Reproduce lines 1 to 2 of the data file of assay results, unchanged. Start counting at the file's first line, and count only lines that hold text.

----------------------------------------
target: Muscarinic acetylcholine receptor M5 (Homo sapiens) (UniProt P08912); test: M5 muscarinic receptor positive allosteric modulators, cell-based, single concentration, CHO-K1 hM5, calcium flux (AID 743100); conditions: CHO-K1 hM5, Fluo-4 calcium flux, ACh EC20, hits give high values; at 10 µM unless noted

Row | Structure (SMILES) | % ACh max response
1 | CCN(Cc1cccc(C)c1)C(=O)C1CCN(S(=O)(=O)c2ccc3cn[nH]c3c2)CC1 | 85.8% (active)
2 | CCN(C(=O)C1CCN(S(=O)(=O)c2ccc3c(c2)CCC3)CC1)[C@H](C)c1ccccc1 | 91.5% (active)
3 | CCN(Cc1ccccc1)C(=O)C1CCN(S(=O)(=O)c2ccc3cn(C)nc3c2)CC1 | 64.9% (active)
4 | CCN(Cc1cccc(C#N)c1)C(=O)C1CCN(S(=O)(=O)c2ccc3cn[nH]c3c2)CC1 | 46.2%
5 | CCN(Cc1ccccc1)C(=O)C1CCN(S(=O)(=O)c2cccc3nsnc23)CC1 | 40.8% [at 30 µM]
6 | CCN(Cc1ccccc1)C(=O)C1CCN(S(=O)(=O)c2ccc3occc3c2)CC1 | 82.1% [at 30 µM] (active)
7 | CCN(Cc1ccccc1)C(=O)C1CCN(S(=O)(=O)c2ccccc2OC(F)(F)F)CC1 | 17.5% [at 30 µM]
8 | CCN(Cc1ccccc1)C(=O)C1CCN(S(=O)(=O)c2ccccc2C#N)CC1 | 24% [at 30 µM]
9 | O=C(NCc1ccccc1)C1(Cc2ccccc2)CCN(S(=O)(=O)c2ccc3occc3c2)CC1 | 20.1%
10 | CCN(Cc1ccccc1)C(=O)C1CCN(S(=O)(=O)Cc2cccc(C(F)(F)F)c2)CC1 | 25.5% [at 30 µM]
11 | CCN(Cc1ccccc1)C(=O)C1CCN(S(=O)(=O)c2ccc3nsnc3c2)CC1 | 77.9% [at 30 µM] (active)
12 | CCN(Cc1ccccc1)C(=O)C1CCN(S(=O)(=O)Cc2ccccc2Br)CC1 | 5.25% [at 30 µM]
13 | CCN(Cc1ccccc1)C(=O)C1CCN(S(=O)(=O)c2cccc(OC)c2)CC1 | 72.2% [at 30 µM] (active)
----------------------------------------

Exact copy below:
target: Muscarinic acetylcholine receptor M5 (Homo sapiens) (UniProt P08912); test: M5 muscarinic receptor positive allosteric modulators, cell-based, single concentration, CHO-K1 hM5, calcium flux (AID 743100); conditions: CHO-K1 hM5, Fluo-4 calcium flux, ACh EC20, hits give high values; at 10 µM unless noted

Row | Structure (SMILES) | % ACh max response